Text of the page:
BY NANCY GAGNET | MIRROR REPORTER — After spending a muggy morning cleaning up areas of brush along the Maumee River, a team of dedicated volunteers will return this Saturday to do more work.
Using chainsaws, shovels and clippers, the group spent much of last Saturday morning cutting away branches and overgrown invasive plants and clearing debris that had taken over the area in a public parking lot below a steep hill at White and East Harrison streets along the very eastern side of the towpath trail.
Jon Fiscus, who has organized several community cleanup events, organized the cleanups along the river.
“I had been down there plenty of times, but all I did was park my car and run the towpath. Now, you can actually sit down there and look out at the river,” Fiscus said. “It’s a nice space and when it is maintained, people will want to go there and hang out.”
The city owns a large portion of the property along the river on the eastern side of the Fort Meigs Memorial Bridge. The Maumee school district also owns property behind Union Elementary, in what is considered “the flats.”
At the July 6 meeting, Maumee City Council approved a $16,000 contract with Feller Finch & Associates for design plans to pave the gravel lot and add a walkway for residents. Discussions are also underway to add a possible kayak launch where the old locks are located.
Maumee resident Jeff Farthing also helped with the cleanup. He became involved in efforts to improve the space after voicing his concern over a plan to install fencing around the Elizabeth Street pumping station, located one block west of the parking lot. Residents use that area to access the towpath trail and the fence would have blocked their access to it. When he asked city officials to reconsider those plans, both Maumee Mayor Richard Carr and city administrator Patrick Burtch met with him and decided to do just that.
Now, instead of putting a large fence around the perimeter of the pumping station, only a smaller area will be fenced, and two new gates will be installed along the approach.
“When I saw the plans, I felt compelled to speak up and I was so amazed by the response that I got from the city. They were so responsive,” Farthing said. “You hear all of these negative comments about the administrator and the mayor, but that has not been my experience – I am thrilled.”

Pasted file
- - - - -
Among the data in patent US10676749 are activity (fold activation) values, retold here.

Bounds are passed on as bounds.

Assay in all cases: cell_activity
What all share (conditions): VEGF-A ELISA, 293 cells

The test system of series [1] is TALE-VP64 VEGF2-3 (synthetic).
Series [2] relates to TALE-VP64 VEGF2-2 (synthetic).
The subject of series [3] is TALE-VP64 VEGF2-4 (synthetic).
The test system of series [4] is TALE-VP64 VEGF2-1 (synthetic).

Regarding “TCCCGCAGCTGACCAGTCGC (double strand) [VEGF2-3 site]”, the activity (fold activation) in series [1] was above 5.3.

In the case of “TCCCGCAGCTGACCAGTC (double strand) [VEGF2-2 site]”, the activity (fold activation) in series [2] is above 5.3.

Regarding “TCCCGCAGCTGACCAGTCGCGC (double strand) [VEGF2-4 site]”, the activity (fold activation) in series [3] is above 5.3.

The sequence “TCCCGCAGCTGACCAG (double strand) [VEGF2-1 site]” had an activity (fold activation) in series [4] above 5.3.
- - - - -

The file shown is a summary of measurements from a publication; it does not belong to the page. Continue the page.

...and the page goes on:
Resident Mark Irmen, who lives on the corner of East Harrison and Elizabeth streets where the fence would have been installed, also met with Carr and Burtch about the proposed plan. Like his neighbor Farthing, he was very pleased with the response from the city.
“To have the city respond so positively by keeping this open is great,” he said. “Then to have Patrick and Rich come here and see it and want to make it better makes me want to be more involved with attending council meetings and get more of a feel with the different issues that the city is faced with,” he said.
Since buying his house in 1989, Irmen has created a landscape with a variety of trees including black locust, tri-colored beech, sugar maple, sweetgum and ornamental bushes. He enjoys working in the space and has kept up the areas outside of his property line.
“Over the years, I have made it a goal to try to keep improving it. I love the river and all of the nature and wildlife that this habitat makes,” he said.
He is especially happy that city officials visited his property and took the time to talk to him about it.
“Patrick is very environmentally minded, and he is working around what is here to get the job done,” Irmen said. “He is such a big plus for Maumee. I am glad that he has the wherewithal or ability to rise above all of the negatively to change things.”
The next cleanup effort along the river will take place on Saturday, July 24 from 8:00 a.m. until noon. Volunteers should meet in the parking lot at White and East Harrison streets.